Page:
The Darwin SatCom Lab has become the UK’s first commercial laboratory to test driverless cars. Based at the Harwell Science and Innovation Campus in Oxfordshire, which is also home to the European Space Agency’s (ESA) Centre for Space Applications and Telecommunications, it will allow companies to put self-driving car theories into practice and test their ideas using connected and autonomous vehicles (CAVs).
Employing both 5G and satellite communications, companies can test proofs of concept using two Renault TWIZY two-seat electric cars. Telecom company O2 converted them into CAVs, fitting them with LiDAR sensors so that they can be controlled from the lab and driven around the Harwell Campus.
The laboratory for 5G and satellite communications is part of Project Darwin, supported by the ESA and O2. The four-year trial program is aimed at developing next-generation connectivity technology for CAVs.
By providing faster and more reliable data signals, 5G addresses many of the technical challenges faced by self-driving cars. In particular, 5G can minimize the time it takes for information to be sent and received, trimming latency, which is vital to the development of these cars.
Compared to 4G, 5G could slash the current 20 ms of lag to 1 ms or less. This low latency and the high capacity provided by 5G technology (5G has a data rate of 20 Gb/s while 4G mobile phones operate with a throughput of about 1 Gb/s) enables vehicles to transmit vast amounts of data—including 4K video—to cloud-based systems.
Industry estimates say as much as 4 TB per hour will be sent, resulting in enhanced road safety and more precise monitoring and handling of traffic flow.
Using 5G equipment provided by Nokia and geosynchronous communications satellites (GEOs) from Spanish satellite operator Hispasat, O2’s 5G team can remotely track the status of the TWIZY CAVs, including their position, movement, and speed. A digital-twin version will be broadcast to screens in O2’s laboratory at the University of Glasgow and at the company’s headquarters in Slough, England.
“The strength of the Lab,” said Rodrigo Barreto, Head of Enterprise Architecture at the Darwin Innovation Group, “lies in combining 5G and satellite communications, opening up the possibility of creating mobility services that can fall back on satellite communications in scenarios where 5G is not always available.”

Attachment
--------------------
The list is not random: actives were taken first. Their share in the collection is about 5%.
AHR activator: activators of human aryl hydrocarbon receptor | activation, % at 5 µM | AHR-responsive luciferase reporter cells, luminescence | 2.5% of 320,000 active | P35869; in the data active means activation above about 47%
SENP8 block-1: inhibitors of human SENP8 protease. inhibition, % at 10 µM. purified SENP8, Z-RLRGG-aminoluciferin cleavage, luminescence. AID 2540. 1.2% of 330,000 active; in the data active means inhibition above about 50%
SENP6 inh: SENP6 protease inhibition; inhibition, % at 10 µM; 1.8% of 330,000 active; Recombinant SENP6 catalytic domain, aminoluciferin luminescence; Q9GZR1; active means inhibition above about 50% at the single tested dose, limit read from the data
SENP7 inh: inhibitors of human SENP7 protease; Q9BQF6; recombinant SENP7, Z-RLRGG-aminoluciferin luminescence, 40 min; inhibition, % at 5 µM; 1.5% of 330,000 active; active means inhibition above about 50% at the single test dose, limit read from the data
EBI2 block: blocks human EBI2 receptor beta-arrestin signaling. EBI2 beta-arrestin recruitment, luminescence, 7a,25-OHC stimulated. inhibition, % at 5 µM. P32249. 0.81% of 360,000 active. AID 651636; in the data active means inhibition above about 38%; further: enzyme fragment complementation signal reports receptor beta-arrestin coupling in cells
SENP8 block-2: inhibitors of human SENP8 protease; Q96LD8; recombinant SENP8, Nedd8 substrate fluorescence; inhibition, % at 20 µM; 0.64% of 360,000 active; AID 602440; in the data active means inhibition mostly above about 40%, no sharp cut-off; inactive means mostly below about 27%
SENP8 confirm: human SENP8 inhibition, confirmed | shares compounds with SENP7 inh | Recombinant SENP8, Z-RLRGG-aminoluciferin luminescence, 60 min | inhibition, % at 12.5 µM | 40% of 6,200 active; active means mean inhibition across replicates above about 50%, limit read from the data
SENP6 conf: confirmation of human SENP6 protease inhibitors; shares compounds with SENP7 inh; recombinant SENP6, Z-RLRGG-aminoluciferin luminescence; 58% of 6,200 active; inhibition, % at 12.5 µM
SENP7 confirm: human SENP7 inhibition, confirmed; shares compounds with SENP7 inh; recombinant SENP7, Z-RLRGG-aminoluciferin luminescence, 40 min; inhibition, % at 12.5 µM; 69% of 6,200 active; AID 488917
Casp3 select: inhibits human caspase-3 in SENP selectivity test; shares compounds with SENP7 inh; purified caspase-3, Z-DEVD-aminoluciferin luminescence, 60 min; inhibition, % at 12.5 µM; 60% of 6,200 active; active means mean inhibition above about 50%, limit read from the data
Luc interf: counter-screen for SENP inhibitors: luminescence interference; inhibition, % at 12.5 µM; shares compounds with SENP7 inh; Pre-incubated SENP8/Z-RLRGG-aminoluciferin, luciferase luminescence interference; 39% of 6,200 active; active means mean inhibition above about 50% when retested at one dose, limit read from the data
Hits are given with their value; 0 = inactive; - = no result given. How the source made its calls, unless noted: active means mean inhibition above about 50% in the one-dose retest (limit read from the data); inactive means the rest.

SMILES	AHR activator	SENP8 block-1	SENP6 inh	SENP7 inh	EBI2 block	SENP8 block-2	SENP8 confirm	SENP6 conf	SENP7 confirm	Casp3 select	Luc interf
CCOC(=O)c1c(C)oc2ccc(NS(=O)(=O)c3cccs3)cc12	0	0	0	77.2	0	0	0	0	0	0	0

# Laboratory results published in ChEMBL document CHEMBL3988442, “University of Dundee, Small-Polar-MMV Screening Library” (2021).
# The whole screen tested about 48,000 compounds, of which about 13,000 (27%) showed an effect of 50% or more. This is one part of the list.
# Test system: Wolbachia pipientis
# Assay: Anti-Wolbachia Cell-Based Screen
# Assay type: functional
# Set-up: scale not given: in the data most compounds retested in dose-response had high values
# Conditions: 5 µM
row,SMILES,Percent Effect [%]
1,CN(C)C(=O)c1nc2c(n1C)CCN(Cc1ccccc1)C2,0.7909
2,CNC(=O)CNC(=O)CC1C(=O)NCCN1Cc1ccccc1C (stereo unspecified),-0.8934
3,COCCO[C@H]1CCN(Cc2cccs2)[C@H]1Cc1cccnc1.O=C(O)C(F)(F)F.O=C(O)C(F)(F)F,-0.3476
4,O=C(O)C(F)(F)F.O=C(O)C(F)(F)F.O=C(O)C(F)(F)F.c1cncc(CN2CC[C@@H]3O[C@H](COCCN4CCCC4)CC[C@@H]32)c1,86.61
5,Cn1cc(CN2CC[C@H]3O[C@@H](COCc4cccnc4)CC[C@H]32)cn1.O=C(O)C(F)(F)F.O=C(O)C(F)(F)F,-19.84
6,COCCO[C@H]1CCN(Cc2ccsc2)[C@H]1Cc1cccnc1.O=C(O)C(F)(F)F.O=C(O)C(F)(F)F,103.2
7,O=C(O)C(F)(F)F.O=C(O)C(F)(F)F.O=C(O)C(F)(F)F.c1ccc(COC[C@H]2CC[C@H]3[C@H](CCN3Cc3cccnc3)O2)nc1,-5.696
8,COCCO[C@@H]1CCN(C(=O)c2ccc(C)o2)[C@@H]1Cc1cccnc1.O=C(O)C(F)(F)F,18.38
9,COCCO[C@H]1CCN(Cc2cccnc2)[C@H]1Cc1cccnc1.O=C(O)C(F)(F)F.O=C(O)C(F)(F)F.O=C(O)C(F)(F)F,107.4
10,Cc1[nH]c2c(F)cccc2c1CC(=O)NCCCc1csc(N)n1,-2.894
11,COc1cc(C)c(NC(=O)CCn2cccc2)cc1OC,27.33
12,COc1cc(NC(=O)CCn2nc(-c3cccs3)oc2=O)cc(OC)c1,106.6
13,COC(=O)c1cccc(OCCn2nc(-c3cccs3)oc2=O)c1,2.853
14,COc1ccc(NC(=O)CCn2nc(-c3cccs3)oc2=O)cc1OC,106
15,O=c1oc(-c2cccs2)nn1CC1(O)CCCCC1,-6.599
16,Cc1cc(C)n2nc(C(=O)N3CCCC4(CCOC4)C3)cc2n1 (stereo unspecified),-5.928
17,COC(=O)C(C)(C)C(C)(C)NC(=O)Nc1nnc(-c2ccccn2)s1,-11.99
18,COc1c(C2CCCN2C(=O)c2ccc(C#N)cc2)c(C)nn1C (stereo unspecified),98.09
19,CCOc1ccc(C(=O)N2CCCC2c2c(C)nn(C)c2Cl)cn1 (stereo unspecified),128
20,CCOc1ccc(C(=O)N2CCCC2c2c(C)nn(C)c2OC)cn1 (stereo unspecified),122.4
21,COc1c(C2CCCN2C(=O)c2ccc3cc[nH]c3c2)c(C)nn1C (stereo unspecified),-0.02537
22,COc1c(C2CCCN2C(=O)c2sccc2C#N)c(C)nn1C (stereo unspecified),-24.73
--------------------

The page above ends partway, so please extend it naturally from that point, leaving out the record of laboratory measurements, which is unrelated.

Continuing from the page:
Commented UK Science Minister Amanda Solloway, “O2’s first-of-its-kind driverless car lab will enable our most innovative businesses to test these technologies and bring us another step closer to putting self-driving vehicles safely on our roads.”
A new communications infrastructure using satellites in low Earth orbit (LEO) will soon provide access to broadband connectivity to those communities, businesses, and governments outside of 5G networks. This will ensure that self-driving vehicles remain connected in remote and harder-to-reach areas.
OneWeb is the communications company building a LEO satellite constellation intended to provide these broadband satellite links. On October 2, the United States Bankruptcy Court for the Southern District of New York confirmed OneWeb’s Chapter 11 plan of reorganization, enabling the company to deploy the initial 650-LEO-satellite constellation under the new ownership of the UK Government and Bharti Global Limited.
Arianespace launches for OneWeb are scheduled to resume in December 2020; OneWeb’s return-to-flight launch will increase its in-orbit fleet to 110 satellites. Commercial services is planned to start next year. Initial regions will include the United Kingdom, Alaska, Northern Europe, Greenland, Iceland, the Arctic seas, and Canada.
One of the proofs of concept already being tested at the Darwin SatCom Lab tracks the CO2 emissions of vehicles by using the CAV’s LiDAR sensors. Satellite images are employed to see the areas that vehicles are traveling through and monitor local biodiversity. From this data, O2’s 5G Innovation team can calculate the emissions savings of taking different routes based on carbon capture from nearby trees.